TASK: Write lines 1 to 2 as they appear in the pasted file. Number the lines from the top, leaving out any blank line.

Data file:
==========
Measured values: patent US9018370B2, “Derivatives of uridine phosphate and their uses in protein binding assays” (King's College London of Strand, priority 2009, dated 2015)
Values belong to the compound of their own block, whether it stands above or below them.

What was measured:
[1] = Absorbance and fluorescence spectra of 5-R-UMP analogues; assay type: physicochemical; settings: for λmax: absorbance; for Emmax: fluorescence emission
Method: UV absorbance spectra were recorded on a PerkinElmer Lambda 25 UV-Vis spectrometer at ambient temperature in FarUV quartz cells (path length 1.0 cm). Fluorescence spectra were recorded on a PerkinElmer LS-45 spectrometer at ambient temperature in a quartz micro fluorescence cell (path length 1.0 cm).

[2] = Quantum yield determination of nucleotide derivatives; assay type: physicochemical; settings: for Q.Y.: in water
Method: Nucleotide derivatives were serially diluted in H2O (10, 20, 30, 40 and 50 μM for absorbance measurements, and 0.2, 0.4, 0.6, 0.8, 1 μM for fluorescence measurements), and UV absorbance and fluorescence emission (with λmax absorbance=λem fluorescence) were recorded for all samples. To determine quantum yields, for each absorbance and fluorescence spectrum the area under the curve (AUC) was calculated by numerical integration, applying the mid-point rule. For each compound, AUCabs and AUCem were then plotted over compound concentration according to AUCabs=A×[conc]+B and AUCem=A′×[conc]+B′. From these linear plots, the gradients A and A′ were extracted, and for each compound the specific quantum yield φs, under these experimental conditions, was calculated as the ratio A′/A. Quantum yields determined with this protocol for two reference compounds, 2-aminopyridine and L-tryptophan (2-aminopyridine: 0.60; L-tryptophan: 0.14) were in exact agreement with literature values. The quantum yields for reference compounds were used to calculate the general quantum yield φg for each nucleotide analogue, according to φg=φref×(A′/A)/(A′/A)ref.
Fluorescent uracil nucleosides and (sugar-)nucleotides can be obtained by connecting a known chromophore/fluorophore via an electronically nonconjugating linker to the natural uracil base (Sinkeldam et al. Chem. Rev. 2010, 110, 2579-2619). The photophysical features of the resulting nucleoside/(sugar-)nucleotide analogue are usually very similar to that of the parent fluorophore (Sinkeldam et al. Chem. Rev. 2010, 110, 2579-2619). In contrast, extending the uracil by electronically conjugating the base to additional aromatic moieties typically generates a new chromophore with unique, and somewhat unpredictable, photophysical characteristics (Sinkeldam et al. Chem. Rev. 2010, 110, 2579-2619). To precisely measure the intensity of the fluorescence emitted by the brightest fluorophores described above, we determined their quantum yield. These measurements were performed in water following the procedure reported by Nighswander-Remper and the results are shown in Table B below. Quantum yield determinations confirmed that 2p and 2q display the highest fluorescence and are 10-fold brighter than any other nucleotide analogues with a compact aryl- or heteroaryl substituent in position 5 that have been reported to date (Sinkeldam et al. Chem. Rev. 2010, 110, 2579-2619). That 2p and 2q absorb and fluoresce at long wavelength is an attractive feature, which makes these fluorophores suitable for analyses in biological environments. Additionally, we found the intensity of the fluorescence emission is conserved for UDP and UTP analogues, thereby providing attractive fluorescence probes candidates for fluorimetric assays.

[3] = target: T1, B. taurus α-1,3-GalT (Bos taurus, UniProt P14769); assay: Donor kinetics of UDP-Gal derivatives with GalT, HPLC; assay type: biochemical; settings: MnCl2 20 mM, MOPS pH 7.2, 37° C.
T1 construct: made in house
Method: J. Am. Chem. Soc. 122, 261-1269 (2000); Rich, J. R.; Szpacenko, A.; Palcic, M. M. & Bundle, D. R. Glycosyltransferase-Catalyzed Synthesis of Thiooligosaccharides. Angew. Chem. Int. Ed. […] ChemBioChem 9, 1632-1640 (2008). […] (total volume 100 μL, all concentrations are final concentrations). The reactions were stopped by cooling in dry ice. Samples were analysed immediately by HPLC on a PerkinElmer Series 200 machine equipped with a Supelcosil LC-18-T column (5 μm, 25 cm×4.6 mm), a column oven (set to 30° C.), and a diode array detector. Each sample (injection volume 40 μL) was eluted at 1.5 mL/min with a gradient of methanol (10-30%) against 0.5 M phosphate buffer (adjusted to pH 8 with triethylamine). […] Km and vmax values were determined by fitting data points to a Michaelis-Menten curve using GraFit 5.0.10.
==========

Measured values: patent US9018370B2, “Derivatives of uridine phosphate and their uses in protein binding assays” (King's College London of Strand, priority 2009, dated 2015)
Values belong to the compound of their own block, whether it stands above or below them.